5. The Civil Wars – The Civil Wars

One of the few bands deserving of their name. First, their music and lyrics have always been about conflict and dissonance. Then the two singers (Joy and John) are now so mad at each other that they aren’t on speaking terms. So we now have a real civil war inside the band. And this record exemplifies all of this perfectly. Dark, haunting, dissonant, and beautiful. “The One That Got Away:”

4. Reflektor – Arcade Fire

After winning Album of the Year at the Grammy’s a few years ago, everybody knows and loves Arcade Fire. And for good reason. They make great rock music. Thought-provoking, heavy, and complex. And danceable..

3. Yeezus – Kanye West

Well, let’s get kind of controversial now. Rap music with incredibly minimalistic production. Lyrics touching on fashion, racism, religion, and some of the most misogynistic lines ever. And of course, Kanye himself is a love him or hate him character. All that said, this record is beyond killer. It’s polarizing sounds draws me in over and over. I can barely go a week without having to spin this another time. There’s no video for my favorite song, “New Slaves,” but you can listen to it here:

2. Modern Vampires of the City – Vampire Weekend

Really, this was the surprise album of the year. I’ve always enjoyed Vampire Weekend’s stuff. Fun and simple rock music. Then they came out with this record and it’s pretty unbelievable. Boundary-pushing vocals, layered and deep lyrics, and some incredibly beautiful songwriting. The whole album is a great journey through their perception of New York and really, any city. I want to share two songs with you. First is their only “fun” song from the record, “Diane Young.” After that will be the track titled “Step” that has some great vocal melodies.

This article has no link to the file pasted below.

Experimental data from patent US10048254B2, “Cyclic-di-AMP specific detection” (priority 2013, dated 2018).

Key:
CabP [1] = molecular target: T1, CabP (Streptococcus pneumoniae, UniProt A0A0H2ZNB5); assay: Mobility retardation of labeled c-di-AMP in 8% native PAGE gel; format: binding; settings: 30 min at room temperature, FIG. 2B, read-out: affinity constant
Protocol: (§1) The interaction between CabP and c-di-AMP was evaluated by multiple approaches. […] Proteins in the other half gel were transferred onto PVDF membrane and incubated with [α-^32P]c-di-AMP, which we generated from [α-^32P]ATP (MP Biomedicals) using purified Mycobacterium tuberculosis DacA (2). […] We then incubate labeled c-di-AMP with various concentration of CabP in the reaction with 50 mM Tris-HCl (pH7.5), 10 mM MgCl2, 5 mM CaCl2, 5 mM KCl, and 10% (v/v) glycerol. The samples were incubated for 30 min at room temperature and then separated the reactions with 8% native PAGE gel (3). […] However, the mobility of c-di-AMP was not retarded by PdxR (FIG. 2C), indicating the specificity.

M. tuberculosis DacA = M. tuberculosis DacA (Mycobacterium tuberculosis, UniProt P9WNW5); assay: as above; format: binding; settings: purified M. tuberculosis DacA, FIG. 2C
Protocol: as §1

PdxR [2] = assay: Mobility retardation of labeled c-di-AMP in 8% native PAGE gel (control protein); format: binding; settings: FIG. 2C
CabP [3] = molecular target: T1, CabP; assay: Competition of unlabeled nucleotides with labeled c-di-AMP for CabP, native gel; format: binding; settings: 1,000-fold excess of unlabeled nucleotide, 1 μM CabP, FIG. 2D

1. The 20/20 Experience – Justin Timberlake

Originally released in two parts, this has to be the perfect pop record. Containing everything about classic, modern, and future pop, there’s a little bit of everything. These songs are way more fleshed out than you would expect from a pop star. The track lengths range from 4:32 to 11:31 with most falling in around 7 to 8 minutes. And not all of these songs are dance tracks. JT proved that pop music can be art (as Lady Gaga weeps). The first single features Jay-Z and is a great track, “Suit & Tie:”

A few months later he announced part two with this disco-influenced single, “Take Back the Night:”

Then in October, he released his most recent video for the single “TKO.” This one sounds a little more modern then the last two videos:


How about some honorable mentions? Here’s 10 artist in no particular order that almost made my list: Sara Bareilles, Janelle Monae, Portugal. The Man, Jack Johnson, Jay-Z, The Avett Brothers, Gavin DeGraw, Jamie Cullum, Paul McCartney, and Lorde.

Well, that wraps it up for this year. I guess we’ll meet back again next December.

Leave a comment

Posted by on December 16, 2013 in Lists, Music, Music Review


Tags: , , , , , , , , , , , , , , , , , , , ,


Get every new post delivered to your Inbox.

Join 420 other followers

%d bloggers like this: